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Indiana Man Charged with OWI/Violating Stay-at-Home Order

Written by on May 26, 2020

An Indiana man was charged with violating the stay-at-home order imposed because of the quarantine after hitting three parked cars under the influence of alcohol. 23-year-old James T. Houchens was charged with one count of OWI, one county of OWI endangering another person, and one count of disobeying a disaster emergency (the coronavirus law).

All states have some laws on the books regarding declarations of disaster emergency, also known as quarantine laws. Since the coronavirus has been declared a national emergency, many states have invoked these laws to enforce social distancing and help slow the spread of the virus. 

Looking at the Charges

Simple OWI for a first-time offense is considered a Class-C misdemeanor. Assuming Houchens does not have any priors for OWI, he would be facing a maximum of 60 days in jail, along with substantial fines and administrative penalties related to his driver’s license and driving record.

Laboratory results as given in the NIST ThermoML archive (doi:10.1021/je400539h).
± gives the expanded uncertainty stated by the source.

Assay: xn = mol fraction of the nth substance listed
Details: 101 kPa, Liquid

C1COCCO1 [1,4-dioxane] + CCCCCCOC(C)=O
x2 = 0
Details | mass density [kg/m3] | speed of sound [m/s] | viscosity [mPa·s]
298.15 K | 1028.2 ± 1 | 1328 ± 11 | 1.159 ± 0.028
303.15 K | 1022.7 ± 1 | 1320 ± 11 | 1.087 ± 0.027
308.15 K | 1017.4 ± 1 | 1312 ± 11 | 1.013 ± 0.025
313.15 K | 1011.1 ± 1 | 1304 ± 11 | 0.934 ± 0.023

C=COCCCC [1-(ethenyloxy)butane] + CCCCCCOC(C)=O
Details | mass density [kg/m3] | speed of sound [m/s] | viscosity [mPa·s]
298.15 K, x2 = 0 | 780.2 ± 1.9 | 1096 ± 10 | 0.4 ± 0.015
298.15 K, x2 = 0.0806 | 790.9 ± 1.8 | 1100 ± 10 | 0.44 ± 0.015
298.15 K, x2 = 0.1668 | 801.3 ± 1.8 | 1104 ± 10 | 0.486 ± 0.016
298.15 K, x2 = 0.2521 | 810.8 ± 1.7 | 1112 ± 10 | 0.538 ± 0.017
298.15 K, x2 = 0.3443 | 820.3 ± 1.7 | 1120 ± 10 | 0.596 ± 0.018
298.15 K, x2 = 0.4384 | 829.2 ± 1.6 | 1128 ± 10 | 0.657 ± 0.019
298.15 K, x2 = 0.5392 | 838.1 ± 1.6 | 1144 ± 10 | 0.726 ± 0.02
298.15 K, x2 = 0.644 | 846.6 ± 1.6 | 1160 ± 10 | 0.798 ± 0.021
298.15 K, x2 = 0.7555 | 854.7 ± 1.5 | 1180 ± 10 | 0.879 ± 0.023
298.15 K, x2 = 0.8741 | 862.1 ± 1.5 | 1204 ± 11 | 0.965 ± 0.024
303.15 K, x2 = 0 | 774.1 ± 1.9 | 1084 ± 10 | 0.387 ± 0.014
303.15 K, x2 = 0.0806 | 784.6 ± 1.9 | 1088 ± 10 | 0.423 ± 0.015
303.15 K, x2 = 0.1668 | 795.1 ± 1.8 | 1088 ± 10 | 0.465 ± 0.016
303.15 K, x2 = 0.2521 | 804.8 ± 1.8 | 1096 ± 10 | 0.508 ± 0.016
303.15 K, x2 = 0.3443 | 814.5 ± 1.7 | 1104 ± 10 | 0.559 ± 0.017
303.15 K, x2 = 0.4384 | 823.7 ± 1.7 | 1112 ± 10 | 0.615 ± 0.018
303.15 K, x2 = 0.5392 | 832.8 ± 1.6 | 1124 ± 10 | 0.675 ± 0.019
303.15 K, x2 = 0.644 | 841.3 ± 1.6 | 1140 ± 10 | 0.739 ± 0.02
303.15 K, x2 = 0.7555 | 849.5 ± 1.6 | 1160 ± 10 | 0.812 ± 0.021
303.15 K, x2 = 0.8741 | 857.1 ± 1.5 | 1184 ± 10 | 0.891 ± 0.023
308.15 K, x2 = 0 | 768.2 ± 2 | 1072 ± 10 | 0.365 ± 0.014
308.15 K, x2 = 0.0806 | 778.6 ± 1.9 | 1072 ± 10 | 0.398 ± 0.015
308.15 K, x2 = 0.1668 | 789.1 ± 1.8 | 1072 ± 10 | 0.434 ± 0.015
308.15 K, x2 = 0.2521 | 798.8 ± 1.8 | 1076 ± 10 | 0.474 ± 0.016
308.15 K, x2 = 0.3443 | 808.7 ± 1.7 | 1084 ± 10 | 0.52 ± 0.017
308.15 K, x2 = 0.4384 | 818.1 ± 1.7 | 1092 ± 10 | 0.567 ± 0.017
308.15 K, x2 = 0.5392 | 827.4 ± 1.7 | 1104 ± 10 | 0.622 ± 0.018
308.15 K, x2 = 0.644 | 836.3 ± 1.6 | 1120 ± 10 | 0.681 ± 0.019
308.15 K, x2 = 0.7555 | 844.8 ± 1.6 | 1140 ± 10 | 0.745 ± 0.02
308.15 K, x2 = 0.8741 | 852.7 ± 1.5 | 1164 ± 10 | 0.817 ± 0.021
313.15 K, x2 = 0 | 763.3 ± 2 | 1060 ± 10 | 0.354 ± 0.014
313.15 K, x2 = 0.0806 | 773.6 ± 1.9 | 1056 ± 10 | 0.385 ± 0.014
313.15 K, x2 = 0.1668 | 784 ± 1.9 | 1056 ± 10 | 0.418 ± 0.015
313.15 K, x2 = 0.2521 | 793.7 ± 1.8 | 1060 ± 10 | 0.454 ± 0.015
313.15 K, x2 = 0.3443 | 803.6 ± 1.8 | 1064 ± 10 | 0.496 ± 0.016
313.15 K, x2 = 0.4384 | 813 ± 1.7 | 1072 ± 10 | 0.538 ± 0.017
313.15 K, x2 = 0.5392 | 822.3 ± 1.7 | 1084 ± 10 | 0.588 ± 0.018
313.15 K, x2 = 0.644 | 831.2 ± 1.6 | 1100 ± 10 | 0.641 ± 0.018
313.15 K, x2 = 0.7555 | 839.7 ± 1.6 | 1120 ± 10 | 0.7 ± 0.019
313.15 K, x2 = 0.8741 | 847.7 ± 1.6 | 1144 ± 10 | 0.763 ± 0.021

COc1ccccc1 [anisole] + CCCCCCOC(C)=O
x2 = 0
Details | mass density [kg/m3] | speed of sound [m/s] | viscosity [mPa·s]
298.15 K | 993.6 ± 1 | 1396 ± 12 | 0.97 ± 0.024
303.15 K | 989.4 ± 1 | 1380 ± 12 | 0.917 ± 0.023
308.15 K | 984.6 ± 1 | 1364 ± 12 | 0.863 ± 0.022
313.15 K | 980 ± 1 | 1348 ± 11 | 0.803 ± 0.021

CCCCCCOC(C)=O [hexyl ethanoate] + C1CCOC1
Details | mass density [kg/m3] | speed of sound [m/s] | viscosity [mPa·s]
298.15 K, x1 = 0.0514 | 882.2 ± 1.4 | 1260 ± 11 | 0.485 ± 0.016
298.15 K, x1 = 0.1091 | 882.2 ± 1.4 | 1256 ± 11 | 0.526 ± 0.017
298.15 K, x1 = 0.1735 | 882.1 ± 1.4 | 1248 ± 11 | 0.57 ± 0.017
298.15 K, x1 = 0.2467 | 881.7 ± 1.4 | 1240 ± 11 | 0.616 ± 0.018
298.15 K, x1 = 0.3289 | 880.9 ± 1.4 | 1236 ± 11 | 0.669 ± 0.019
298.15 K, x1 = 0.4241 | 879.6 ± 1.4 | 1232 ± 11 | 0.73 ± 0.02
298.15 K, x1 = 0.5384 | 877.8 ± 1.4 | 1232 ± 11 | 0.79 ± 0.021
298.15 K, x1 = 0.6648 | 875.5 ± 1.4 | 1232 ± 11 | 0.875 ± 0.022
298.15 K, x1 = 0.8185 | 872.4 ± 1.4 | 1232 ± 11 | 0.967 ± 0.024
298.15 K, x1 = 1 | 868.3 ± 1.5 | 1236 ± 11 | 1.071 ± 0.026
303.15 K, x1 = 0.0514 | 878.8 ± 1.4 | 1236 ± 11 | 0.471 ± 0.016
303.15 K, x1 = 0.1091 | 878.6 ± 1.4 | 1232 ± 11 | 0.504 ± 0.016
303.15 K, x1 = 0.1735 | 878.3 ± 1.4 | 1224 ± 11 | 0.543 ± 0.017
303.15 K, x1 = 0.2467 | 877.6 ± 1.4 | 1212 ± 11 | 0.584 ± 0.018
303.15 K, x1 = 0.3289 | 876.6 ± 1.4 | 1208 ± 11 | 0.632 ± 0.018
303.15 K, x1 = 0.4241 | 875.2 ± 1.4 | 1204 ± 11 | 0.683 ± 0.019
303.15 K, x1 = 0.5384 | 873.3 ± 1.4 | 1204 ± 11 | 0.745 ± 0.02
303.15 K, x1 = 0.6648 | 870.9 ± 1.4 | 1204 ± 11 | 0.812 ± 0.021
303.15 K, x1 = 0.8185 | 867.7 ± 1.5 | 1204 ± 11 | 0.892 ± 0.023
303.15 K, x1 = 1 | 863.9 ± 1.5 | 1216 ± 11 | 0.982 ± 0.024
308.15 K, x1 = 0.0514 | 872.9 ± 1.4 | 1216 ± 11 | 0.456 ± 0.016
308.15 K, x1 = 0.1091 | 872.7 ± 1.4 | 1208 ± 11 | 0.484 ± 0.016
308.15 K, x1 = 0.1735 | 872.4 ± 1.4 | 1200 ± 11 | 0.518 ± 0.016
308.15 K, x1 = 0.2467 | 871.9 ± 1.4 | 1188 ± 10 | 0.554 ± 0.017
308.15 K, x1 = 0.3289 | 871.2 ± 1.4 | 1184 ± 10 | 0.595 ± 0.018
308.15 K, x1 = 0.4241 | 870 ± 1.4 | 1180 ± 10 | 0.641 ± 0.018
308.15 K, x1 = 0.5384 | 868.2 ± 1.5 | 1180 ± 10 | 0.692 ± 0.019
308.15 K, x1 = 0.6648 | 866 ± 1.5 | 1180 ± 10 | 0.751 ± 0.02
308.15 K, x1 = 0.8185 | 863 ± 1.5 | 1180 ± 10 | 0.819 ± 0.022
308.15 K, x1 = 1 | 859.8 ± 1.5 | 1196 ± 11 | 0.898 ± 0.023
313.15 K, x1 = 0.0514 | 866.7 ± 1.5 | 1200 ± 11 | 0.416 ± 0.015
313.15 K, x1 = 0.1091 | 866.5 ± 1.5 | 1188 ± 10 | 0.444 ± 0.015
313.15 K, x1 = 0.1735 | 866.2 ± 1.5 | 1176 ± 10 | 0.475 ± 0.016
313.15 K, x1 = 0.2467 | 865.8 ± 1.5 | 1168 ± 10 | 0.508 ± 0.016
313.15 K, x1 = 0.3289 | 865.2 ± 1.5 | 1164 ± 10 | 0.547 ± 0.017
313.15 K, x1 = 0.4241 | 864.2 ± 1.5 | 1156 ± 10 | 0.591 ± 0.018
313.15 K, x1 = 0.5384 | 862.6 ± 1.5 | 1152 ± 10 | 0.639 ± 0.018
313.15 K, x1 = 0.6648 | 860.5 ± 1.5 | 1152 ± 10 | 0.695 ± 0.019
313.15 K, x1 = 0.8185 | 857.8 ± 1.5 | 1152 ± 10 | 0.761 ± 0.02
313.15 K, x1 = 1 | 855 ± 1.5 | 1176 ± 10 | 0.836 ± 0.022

OWI endangering another person is a more serious charge. This is considered a Class-A misdemeanor and is punishable by up to one year in county jail. 

Violating a disaster emergency order is considered a Class-B misdemeanor in Indiana, which is also punishable by up to 180 days in county jail. 

So this individual is facing nearly two years imprisonment. 

What Happened?

As a defense attorney, you want to know what transpired between the police and your client. In this case, the defendant allegedly crashed into three parked vehicles, which is when the police found him. The defendant told police that he was returning from his friend’s house where they had been drinking. He ended up blowing a .17, more than twice the legal limit. Since drinking at your friend’s house is not an authorized activity under the coronavirus quarantine, he was charged with violating the quarantine order.

Houchens is the first individual in Floyd County to be charged with a quarantine violation. Since this situation is unprecedented, it remains to be seen how this is going to play out. Unfortunately for Houchens, he told police exactly what he was doing, which makes it very difficult to defend him from the charges. 

As far as the DUI goes, he also admitted to police that he had been drinking with his friend. He then caused an accident.

As a Fort Wayne defense attorney, clients like this are common. But you also do not want to see them end up in jail for two years. If this is the defendant’s first OWI offense, he will do much better in court than someone who has already been convicted and this is their second offense. 

Talk to a Fort Wayne OWI Attorney Today

Call The Bellinger Law Office if you’ve been charged with DUI in Fort Wayne, IN.

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